by Franny Rabkin
WHEN it comes to the Constitutional Court, it is a bit unfair that the Judicial Service Commission (JSC) has borne the brunt of criticism that there are not enough women on its bench.
The criticism should be directed at President Jacob Zuma because Constitutional Court appointments work differently to other courts.
The president’s role is a rubber stamp with the rest of the courts: he must appoint those who are recommended by the JSC. But for the Constitutional Court, the JSC has to give the president a list of names, with three more names than the number of vacancies, and he then makes his choice.
Since Zuma became president, there have been three rounds of interviews for the highest court.
In two of the three rounds, the JSC gave him female options to choose. But he has only appointed one woman to the Constitutional Court — Justice Sisi Khampepe in 2009.
In interviews that will be conducted on Thursday, all the candidates are women. They are: Supreme Court of Appeal justices Nonkosi Mhlantla, Zukisa Tshiqi and Leona Theron and KwaZulu-Natal High Court judge Dhaya Pillay.
An all-female list of candidates means that the next judge to be appointed to the Constitutional Court will be a woman – a positive and symbolic step.
By Tabeth Masengu
History in the making? A coup for activists of gender transformation? An opportunity to see some of South Africa’s finest jurists? These and many other questions will plague many of us when the Judicial Service Commission (JSC) interviews its four candidates, all women, for the Constitutional Court vacancy that was left by Justice Thembile Skweyiya when he retired in May last year. Judges Leona Theron, Zukisa Tshiqi and Nonkosi Mhlantla of the Supreme Court of Appeal (SCA), and Judge Dhaya Pillay of the KwaZulu-Natal High Court are
vying for the position in the highest court in the land.
Last year, Chief Justice Mogoeng Mogoeng was quoted as saying the JSC would take some time “before advertising the post left vacant ... This was so that the JSC would be spoilt for choice.” Admittedly, four candidates (the bare minimum required) for one Constitutional Court vacancy is not the long list he may have hoped for, but this is the first time the JSC will be presented with an all-female list for
such a position. The last interviews for the same court in 2013 featured an all-male list and, before that, the 2012 interviews had only one woman on the four-person list in 2012.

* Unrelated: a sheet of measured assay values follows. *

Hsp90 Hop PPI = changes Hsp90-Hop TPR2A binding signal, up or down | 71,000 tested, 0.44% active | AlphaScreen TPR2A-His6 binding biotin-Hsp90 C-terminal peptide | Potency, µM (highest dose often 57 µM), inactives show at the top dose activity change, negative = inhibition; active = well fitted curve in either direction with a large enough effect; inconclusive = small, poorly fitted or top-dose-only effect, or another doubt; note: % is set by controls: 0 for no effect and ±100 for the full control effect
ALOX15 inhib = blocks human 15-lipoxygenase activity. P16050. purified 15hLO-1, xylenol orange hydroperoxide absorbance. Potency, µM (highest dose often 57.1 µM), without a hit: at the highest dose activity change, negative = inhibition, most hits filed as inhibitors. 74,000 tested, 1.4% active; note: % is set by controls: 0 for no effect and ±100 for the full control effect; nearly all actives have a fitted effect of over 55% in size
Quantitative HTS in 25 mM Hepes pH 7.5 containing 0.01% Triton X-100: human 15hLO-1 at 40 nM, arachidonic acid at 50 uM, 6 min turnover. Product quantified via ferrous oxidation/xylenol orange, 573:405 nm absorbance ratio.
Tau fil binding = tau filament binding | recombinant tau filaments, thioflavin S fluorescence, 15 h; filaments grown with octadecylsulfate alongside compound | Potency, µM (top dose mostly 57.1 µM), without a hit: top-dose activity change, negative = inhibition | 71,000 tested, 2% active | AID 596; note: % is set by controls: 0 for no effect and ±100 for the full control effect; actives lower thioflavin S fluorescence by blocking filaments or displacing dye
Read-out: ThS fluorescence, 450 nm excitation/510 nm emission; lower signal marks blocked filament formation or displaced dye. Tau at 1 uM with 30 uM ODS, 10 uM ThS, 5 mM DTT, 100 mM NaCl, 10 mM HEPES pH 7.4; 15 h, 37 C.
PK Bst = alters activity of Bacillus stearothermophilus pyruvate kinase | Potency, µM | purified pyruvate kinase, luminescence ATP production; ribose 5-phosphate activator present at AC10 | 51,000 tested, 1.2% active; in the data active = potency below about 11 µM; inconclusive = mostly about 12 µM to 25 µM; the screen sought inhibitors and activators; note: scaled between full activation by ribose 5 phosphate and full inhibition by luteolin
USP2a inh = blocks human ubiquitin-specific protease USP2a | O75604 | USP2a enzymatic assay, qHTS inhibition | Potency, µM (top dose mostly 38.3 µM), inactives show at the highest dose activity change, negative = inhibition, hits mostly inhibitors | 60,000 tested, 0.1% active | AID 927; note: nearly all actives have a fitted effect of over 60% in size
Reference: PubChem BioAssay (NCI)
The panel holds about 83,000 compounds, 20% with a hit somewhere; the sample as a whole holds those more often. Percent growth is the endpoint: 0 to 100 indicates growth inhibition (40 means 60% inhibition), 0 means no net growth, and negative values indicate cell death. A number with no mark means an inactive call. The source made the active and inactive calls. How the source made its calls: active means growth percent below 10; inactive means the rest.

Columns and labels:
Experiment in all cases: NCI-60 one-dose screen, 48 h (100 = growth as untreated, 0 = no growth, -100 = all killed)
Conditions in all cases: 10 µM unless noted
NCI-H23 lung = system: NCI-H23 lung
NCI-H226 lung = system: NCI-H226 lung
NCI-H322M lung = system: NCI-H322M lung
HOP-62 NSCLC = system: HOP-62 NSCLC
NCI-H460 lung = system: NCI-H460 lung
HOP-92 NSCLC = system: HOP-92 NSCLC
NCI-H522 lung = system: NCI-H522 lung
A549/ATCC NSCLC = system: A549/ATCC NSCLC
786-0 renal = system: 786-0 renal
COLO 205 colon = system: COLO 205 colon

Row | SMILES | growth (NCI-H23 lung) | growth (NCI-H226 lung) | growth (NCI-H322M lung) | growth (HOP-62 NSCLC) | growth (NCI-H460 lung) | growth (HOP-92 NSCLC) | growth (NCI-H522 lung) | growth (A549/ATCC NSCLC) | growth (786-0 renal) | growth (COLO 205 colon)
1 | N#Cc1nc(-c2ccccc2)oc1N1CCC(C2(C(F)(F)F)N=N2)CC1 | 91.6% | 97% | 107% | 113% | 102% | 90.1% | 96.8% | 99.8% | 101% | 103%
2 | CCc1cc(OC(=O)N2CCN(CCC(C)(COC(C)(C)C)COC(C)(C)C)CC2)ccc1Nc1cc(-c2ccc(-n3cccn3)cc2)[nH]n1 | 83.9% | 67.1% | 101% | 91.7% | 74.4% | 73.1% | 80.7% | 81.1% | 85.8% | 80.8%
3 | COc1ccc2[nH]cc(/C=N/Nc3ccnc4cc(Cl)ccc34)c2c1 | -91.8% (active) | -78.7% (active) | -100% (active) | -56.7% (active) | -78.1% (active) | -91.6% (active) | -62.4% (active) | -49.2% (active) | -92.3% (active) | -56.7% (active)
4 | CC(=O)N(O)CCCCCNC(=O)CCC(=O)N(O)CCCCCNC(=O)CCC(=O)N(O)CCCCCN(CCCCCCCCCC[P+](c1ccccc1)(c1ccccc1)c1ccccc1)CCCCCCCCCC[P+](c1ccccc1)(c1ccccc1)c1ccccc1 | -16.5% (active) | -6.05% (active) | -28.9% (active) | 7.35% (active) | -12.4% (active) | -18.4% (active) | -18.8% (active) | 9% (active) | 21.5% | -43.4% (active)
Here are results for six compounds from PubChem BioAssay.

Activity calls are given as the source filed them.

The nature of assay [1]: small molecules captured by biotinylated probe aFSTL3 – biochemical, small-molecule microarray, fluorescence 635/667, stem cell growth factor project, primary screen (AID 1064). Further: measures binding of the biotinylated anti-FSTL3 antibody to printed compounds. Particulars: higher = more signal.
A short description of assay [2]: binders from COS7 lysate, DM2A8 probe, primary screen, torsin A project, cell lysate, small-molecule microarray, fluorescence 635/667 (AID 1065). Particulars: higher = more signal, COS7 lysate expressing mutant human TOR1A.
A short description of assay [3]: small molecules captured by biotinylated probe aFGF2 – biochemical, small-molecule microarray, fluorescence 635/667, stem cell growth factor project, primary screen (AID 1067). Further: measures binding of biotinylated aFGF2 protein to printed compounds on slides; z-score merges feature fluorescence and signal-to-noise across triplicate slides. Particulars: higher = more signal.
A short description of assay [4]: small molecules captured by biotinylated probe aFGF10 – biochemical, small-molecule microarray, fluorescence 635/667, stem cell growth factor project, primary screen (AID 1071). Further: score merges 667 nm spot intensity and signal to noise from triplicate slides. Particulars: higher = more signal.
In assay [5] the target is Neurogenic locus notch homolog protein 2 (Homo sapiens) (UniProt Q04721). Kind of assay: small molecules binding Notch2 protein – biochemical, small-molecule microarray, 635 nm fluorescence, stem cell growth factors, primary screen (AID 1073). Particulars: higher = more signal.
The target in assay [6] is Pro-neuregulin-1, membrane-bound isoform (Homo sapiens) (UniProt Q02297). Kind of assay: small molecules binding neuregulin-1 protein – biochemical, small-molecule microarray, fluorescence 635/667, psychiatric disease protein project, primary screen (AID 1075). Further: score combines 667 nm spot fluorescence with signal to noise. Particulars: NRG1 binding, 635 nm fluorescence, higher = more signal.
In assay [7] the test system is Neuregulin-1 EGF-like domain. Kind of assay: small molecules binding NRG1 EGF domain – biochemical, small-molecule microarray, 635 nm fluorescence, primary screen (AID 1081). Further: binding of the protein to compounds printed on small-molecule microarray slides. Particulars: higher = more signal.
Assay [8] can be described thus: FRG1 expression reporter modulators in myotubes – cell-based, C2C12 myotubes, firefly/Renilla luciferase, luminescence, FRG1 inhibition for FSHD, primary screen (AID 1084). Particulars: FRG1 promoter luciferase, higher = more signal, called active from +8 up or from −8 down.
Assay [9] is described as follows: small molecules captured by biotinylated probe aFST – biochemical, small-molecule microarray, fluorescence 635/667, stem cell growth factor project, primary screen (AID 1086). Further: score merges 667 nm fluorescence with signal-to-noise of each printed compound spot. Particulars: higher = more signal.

AARTI J NARSEE
THE Judicial Service Commission will this week interview four women judges for a single Constitutional Court spot, starting a process expected to throw into sharp relief some of the tensions related to the independence of the judiciary.
The candidates are Supreme Court of Appeal justices Nonkosi Mhlantla, Zukisa Tshiqi and Leona Theron, and Kwa-Zulu-Natal High Court Judge Dhaya Pillay.
All are seeking the slot made vacant by the retirement of Justice Thembile Skweyiya last year. There are two women, justices Bess Nkabinde and Sisi Khampepe, and eight men serving on the Constitutional Court, which has 11 such posts.
Unlike other judicial appointments, for which the JSC recommends one candidate to the president, the Constitutional Court appointment rests largely on the president’s decision.
The interviews come at a time of heightened tension between the judiciary and the executive, sparked by the government ignoring a court order barring Sudanese President Omar al-Bashir from leaving South Africa.
The ANC-led tripartite alliance, which concluded a summit in Pretoria this week, added fuel to the fire when, in one of its resolutions, it raised concerns about the “emerging trend, in some quarters, of judicial overreach”.
DGRU assisted the Western Cape Chapter of the International Association of Women Judges to advertise their newly launched mentorship programme for women law students. The response from the students was overwhelming and the programme has been very active since its launch with a large number of UCT students participating. Students are visiting the court during holidays and listening in during court proceedings and the judges have brief discussions with them afterwards. Students are enjoying being exposed to the practical side of the law immensely.